Subject: ash & POSIX 1003.2 q's
To: None <tech-userlevel@NetBSD.ORG>
From: VaX#n8 <email@example.com>
Date: 01/27/1997 01:23:46
There's more to this parsing business than meets the eye.
I started to fix some minor stuff; I got showtree working pretty well,
and started to fool with some minor sh bugs, when I realized what
I really needed was a functional definition like POSIX 1003.2.
If someone would loan me a copy, I'd fix up ash -- if people thought
it would be a worthwhile task. I'm as much of a minimalist as the
next person, but maybe forgetting about it is better, I dunno.
Lunix is using bash for cryin' out loud :)
I'm a little disappointed that pdksh doesn't use something
like yacc, but perhaps there is a good reason (the tables get too big?
suboptimal generated parsers?)
Let's have some examples:
true || echo hi && echo bye
Echoes "bye", but is not a bug; short-circuit ops are left-associative
and equal precedence.
As a little example, let's take the description of the "-e" option.
If not interactive, exit immediately if any
untested command fails. The exit status of a
command is considered to be explicitly tested if
the command is used to control an if, elif, while,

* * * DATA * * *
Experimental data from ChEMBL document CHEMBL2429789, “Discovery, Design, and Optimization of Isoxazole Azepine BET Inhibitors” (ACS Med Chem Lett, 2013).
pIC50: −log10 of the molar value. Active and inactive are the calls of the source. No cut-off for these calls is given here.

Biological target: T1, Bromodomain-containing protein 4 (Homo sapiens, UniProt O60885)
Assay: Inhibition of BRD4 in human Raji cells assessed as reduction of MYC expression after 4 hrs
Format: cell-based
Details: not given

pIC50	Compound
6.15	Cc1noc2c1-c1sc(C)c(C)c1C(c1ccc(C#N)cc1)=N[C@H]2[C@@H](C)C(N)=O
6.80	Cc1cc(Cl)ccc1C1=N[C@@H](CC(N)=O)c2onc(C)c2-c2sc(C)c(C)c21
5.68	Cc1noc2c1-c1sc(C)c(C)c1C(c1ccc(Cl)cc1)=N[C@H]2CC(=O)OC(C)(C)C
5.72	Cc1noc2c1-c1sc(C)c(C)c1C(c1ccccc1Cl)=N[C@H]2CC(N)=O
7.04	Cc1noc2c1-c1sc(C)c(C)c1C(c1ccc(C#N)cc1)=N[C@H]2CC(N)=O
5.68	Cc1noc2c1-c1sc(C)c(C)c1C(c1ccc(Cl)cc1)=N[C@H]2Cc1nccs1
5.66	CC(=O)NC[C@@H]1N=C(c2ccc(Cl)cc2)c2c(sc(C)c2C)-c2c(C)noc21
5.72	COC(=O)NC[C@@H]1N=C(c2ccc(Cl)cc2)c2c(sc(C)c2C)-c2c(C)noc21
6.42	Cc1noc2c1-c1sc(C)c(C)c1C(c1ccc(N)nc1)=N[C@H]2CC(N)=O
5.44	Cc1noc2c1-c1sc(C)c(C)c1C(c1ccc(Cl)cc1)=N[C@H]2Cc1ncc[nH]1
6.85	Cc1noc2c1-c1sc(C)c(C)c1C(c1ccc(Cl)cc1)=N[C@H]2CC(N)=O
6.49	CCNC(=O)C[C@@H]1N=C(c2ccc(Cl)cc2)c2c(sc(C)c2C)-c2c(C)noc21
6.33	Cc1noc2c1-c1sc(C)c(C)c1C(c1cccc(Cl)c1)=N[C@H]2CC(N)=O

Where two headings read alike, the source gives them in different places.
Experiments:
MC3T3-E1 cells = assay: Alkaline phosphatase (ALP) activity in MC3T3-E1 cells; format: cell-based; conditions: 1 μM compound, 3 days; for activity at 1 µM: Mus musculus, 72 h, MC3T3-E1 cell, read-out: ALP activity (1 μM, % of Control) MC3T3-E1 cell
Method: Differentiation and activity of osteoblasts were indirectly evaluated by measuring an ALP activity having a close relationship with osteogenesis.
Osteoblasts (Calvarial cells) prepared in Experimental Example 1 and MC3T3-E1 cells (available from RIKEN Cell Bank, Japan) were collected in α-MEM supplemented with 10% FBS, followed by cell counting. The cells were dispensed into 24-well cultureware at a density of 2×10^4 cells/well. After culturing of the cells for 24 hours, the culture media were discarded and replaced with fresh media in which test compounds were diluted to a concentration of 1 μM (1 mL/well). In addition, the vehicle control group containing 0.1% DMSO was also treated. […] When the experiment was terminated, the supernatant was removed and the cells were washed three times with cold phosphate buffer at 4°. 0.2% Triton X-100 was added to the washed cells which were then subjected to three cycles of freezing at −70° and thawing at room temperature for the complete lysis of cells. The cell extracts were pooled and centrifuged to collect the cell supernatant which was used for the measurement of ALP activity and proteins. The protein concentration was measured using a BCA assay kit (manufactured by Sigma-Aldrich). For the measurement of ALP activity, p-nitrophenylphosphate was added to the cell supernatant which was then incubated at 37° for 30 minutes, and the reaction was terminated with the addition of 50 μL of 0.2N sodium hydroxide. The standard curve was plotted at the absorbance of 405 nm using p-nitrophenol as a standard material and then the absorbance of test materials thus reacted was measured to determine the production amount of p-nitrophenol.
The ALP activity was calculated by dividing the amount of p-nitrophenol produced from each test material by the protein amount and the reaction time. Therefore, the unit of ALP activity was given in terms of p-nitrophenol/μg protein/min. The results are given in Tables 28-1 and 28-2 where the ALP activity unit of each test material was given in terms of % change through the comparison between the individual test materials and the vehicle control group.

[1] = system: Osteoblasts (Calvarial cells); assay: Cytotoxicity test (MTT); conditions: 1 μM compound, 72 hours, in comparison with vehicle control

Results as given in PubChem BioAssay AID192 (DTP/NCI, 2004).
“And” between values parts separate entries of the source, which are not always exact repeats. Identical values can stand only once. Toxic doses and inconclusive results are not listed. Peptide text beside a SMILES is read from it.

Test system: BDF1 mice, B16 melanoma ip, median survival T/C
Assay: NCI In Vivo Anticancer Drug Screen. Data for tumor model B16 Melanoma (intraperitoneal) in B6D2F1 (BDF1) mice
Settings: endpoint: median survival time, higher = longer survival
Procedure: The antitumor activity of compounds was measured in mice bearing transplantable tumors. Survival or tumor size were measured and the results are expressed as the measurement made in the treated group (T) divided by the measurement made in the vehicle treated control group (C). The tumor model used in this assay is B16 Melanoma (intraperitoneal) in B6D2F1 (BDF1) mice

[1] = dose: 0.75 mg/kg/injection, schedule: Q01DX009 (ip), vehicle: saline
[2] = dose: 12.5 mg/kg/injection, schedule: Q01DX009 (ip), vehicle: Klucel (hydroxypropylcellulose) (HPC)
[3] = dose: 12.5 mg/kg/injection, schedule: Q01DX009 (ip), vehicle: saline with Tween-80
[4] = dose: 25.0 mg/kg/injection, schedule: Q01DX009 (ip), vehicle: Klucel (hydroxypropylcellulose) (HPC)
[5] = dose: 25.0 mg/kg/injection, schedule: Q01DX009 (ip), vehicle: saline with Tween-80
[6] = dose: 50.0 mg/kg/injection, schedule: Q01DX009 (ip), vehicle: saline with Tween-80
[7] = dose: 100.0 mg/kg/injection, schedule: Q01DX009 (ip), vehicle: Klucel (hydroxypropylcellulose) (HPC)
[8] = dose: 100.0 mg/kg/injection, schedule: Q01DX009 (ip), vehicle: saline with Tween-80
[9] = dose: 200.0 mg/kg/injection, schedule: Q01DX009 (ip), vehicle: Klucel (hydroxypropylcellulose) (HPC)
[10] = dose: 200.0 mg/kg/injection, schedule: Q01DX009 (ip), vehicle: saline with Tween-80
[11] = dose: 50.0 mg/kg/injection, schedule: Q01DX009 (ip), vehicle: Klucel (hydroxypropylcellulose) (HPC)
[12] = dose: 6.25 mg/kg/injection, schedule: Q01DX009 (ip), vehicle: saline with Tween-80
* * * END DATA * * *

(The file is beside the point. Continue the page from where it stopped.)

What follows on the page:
or until; or if the command is the left hand
operand of an ``&&'' or ``||'' operator.
I noticed that this fails under ash but not bash with -e options:
if false; true; then echo hi; fi
Apparently the "tested" attribute only applies to the last SIMPLE command.
In other words, if this is your parse tree (growing rightward, root on left):
The "testedness" doesn't descend through the semicolon; it only applies
to the "true" command and not to the "false" command. In the preorder
traversal of the parse tree, the "tested" flag is simply not passed to
the first child of the semicolon operator. Let's assume this rather
strict definition of "controlling" an if statement.
All kinds of heck break loose. What about this:
false && true
No problem, false is tested. But what about:
false && true; echo here
In this case, the call to evaluate the semicolon invokes itself recursively
on the AND operator, which fails, so the semi fails. The problem is that
the "testedness" is not being returned up the ladder with the exit code.
In fact, each invocation has it's own copy of the flags, so the AND
operator can't (cleanly) modify the SEMI's copy.
Just in case anyone wants a copy... ask...
Things aren't fixed enough to file a formal bug report.